A revitalising form of Christian worship is making new ground in Ireland after having been recently approved by the Pontifical Council for the Laity.
The Parish Cell System of Evangelisation entails a small community of faith groups, under the guidance of a leader, speaking about God’s role in their life as well as listening and supporting one another through discussions, with an emphasis on praying, singing hymns and reading scripture.
Daniel Kelly, PRO of Leixlip Parish Cells, said that the cells “bring people to a more personal relationship with Christ”, adding, “God isn’t up there, God is a person, with us all the time”.
In Daniel’s experience, many people attend Mass out of a sense of duty, resulting in some having never felt the presence of Jesus. “Some are at a different level on the journey”, but through the cells “people transform – they gather to discuss faith without being ridiculed”. The cells are particularly handy for those “who come to faith late in life”, says Daniel, because they are given a platform in which to praise God and discuss their thoughts and ideas.
The system not only benefits laypeople, but also priests who are able to clarify and renew their faith by providing the biblical teachings for each cell. Speaking about his own parish priest, Daniel says, “since he started doing it, he spends a lot more time in preparation…scripture means a lot more to him”.
The Parish Cell System of Evangelisation originally developed in the early 1980s by Fr Michael Eivers, a native of Cullyfad, Co. Longford, in his parish of St Boniface in Florida, to rejuvenate the dwindling numbers of his congregation. He drew his inspiration from other vibrant largely Pentecostal churches in America, where growth and mission were key features. He noticed that these congregations met together in small house units which fostered friendship and fellowship, and people were free to ask personal questions about scripture. The vivacious spirit of these churches, the participation, and the clarity of their mission, inspired Fr Eivers to implement this type of worship his own parish.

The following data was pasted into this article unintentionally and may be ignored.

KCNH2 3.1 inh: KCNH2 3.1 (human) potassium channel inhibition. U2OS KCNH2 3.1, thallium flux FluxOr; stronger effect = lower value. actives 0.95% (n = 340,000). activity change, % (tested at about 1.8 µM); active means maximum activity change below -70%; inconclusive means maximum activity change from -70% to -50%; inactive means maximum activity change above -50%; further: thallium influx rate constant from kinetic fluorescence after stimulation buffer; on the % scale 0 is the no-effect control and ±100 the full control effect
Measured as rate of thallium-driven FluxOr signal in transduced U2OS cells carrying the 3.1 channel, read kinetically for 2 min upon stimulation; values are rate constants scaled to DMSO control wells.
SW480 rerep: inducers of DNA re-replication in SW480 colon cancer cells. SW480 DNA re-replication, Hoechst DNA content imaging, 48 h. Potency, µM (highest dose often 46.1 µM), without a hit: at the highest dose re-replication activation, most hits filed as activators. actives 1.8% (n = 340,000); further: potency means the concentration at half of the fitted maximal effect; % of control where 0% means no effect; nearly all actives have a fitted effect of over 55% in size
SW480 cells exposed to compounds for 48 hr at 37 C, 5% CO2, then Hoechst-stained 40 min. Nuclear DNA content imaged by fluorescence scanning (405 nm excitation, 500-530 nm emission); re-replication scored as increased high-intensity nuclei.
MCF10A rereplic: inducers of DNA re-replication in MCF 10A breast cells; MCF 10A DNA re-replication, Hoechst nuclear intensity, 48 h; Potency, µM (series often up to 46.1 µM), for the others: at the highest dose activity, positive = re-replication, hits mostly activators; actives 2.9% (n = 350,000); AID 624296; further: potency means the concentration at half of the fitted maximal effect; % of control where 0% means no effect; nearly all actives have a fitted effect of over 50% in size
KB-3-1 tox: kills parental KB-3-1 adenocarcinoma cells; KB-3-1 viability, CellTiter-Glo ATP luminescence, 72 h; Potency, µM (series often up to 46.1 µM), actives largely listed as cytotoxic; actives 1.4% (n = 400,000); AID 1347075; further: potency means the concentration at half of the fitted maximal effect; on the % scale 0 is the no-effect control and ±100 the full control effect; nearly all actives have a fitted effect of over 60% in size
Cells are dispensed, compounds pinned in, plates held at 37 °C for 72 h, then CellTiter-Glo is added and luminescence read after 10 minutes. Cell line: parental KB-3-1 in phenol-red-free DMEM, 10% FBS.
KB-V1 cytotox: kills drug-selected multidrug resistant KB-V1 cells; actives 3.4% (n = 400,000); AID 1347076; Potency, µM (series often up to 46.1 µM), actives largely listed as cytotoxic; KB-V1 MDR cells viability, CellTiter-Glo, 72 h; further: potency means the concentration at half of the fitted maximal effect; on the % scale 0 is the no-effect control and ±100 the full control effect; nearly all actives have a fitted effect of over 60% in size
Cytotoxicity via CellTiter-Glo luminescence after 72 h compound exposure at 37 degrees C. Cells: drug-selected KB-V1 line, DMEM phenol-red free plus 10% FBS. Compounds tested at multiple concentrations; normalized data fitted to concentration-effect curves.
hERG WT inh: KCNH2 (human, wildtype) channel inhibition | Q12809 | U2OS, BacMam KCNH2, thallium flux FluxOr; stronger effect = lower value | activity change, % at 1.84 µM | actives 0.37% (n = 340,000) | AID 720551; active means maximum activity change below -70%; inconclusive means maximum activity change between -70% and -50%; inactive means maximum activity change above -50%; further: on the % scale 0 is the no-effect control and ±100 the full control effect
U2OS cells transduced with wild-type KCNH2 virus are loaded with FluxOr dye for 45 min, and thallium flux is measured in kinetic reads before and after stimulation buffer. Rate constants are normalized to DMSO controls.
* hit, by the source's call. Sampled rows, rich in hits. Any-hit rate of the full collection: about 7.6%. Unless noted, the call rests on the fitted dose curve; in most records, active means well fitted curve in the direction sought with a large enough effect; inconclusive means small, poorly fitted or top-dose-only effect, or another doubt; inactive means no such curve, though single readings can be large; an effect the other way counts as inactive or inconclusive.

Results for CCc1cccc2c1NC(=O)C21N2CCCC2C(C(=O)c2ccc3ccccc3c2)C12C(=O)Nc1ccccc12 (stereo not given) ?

In 1987 Don Pigi Perini, parish priest in St Eustorgio in Milan, visited St Boniface with 10 parishioners to learn from this experience. Today, over a thousand people participate in cell groups in St Eustorgio and the parish has become a catalyst for parish cell communities throughout Europe.
In 1990, Fr Michael Hurley brought the method to the parish of Ballinteer in Dublin and there are now over 85 cells in Ireland stretching from Ballymena to Cork and Dublin to Galway.
The first cell meeting hosted in Leixlip, Co. Kildare was in 2004 with the help of parishioners from Ballinteer, and now there are 15 cells with some 140 parishioners participating.
Noel Thompson has attended his parish cell in Leixlip for over three years, which is composed of around 7-8 people. Speaking about his own experience of it, Noel says, “all my life I had been keeping the rules, but I didn’t have an intimate relationship with God – this has helped me develop that”.
Noel says people “don’t read our Bible enough” and through the scripture reading and teaching, he has a renewed sense of faith and no longer sees Church practices as “going through a drill”.
He also felt at ease participating initially in the cell after he realised that he was the same as everyone else, saying “it’s easy to relate to others and share your faith”.
Noel was particularly moved after he attended the Parish Cells International Seminar in Milan in 2014. “I was blown away by the experience, the joy and the witness…they welcome you with open arms,” he says.
Parish cells have been growing rapidly throughout the world since the 1980s, and in 2015 it received permanent recognition from the Pontifical Council for the Laity. To bestow this recognition Pope Francis issued an invitation to all cell people globally to meet with him in the Vatican and over 5,000 people from all over the world attended, including 124 from Ireland. This milestone in the life of the Parish Cells was greeted with great joy by all in the cell communities worldwide, and there is a hope that parish cells will become more prominent across Ireland in the coming years.
*This year’s National Seminar will take place in the Parish of St John the Evangelist, Ballinteer, Dublin, from October 2-4. For more information on parish cells in Ireland, visit: www.parishcellsireland.net